WASHINGTON, D.C. – February 9, 2021: Special Olympics athletes, Unified Sports partners, family members, organization leaders, and supporters from across the United States will engage virtually on February 10 and 11 for Special Olympics’ annual “Capitol Hill Day.” This is the 19th year Special Olympics has organized the event, which includes over 500 delegates representing 48 states, and is being held for the first time 100% virtually. Additionally, supporters are rallying virtually to contact their Members of Congress through a VoterVoice campaign to ask for continued support of Special Olympics.
Special Olympics athletes will lead more than 300 virtual meetings with Members of Congress in both the House and Senate, inviting their elected officials to partner with them to support inclusive education and health initiatives for people with intellectual disabilities (ID). Special Olympics Unified Champion Schools® programming is in over 7,800 schools across the United States, with a goal of being in over 10,000 schools by 2024. Special Olympics is also working towards ending health care disparities for Americans with ID. Under the current federal funding agreement that started in 2016, Special Olympics has reached more than 207,000 Special Olympics U.S. athletes with inclusive health programming, with a goal of reaching at least 500,000 by 2025. Typically, Special Olympics U.S. Programs travel to Washington, D.C. each February to meet with their state’s Members of Congress in person. However, due to COVID-19, all meetings will be held virtually for Capitol Hill Day 2021.
Special Olympics athletes, serving as self-advocates, will educate lawmakers and their staff about the stigma faced by people with ID, and how high-impact and cost-effective Special Olympics programming in sports, health, and education can reduce discrimination. The advocates will also request continued support from legislators for evidence-based programming that benefits all Americans, regardless of ability.
“Our athletes and youth leaders are on the front lines, tearing down barriers which have discriminated against people with intellectual disabilities for far too long. While they are working to build a more inclusive framework, they need the critical funding the U.S. government provides to fortify this structure, creating a brighter future for all,” said Tim Shriver, Chairman of Special Olympics. Shriver added, “Additionally, we are seeking the U.S. government’s support to preserve laws guaranteeing the full rights, participation, and integration of people with intellectual disabilities into our society.”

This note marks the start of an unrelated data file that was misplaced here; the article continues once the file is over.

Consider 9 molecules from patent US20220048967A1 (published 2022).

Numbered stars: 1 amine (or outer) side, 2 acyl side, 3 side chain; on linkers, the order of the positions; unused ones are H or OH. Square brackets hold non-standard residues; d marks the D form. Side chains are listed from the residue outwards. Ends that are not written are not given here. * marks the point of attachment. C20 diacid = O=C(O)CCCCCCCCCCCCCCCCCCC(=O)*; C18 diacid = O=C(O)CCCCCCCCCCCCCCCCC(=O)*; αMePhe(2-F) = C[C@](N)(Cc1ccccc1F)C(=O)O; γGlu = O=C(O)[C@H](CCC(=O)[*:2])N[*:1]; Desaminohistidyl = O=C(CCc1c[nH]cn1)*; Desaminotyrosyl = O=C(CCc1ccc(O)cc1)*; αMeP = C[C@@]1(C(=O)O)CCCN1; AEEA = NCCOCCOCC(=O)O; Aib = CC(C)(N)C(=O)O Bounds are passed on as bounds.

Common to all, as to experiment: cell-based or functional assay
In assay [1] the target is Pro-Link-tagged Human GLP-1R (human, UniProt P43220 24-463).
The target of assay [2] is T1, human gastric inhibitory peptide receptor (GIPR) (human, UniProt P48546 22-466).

The record high 500-plus delegates will be joined by a record high number of Special Olympics Global and Champion Ambassadors including Brooklyn Decker Roddick, Mack Hollins, Maureen McCormick, John C. McGinley, Dale Moss, and Dalton Risner.
The versatility of the two-day virtual event will give many their first experience of being part of the annual Capitol Hill Day event, including long-time supporter of Special Olympics Brooklyn Decker Roddick. “For too long, I have watched people with intellectual disabilities be treated as less than equal. I am excited and honored to participate in my first Capitol Hill Day alongside Special Olympics athletes as we advocate to decision-makers for health and education funding, ensuring people with intellectual disabilities, people like my aunt, are treated with respect and dignity.”
In more than 7,800 Unified Champion Schools across the country, Special Olympics has trained and mobilized youth leaders and educators to create more inclusive schools by including students with ID in all aspects of school life. Social inclusion is promoted by bringing together young people with and without ID on sports teams (Special Olympics Unified Sports®), through whole-school engagement opportunities, and by fostering inclusive youth leadership. As many as 3.6 million young people are taking part in these experiences in 49 states, D.C., and Puerto Rico, which are increasing acceptance of people of all abilities while simultaneously reducing stigma and bullying.
Special Olympics offers critical health programming where Special Olympics athletes can receive free health screenings and year-round health and fitness interventions, and where health professionals are trained to treat people with ID to increase access to quality care for people with ID in their communities. In the U.S., Special Olympics has provided over 1 million health screenings and trained over 133,000 health care professionals. Almost 100,000 athletes participate in ongoing fitness interventions that can improve blood pressure. Globally, Special Olympics has provided over 2 million free health screenings in over 135 countries and trained nearly 280,000 health care professionals on how to treat people with ID.
In addition to federal U.S. government funding, Special Olympics also receives funds from private foundations, corporations, and individuals. Public and private support is critical for Special Olympics to offer education and health programming to participants at no cost. Special Olympics encourages individuals to contact their Members of Congress using a VoterVoice campaign with the ask to support Special Olympics.
About Special Olympics
Founded in 1968, Special Olympics is a global movement to end discrimination against people with intellectual disabilities. We foster acceptance of all people through the power of sport and programming in education, health, and leadership. With more than six million athletes and Unified Sports partners in over 190 countries and territories and more than one million coaches and volunteers, Special Olympics delivers more than 30 Olympic-type sports and over 100,000 games and competitions every year. Engage with us on: Twitter, Facebook, YouTube, Instagram, LinkedInand our blog on Medium. Learn more at www.SpecialOlympics.org.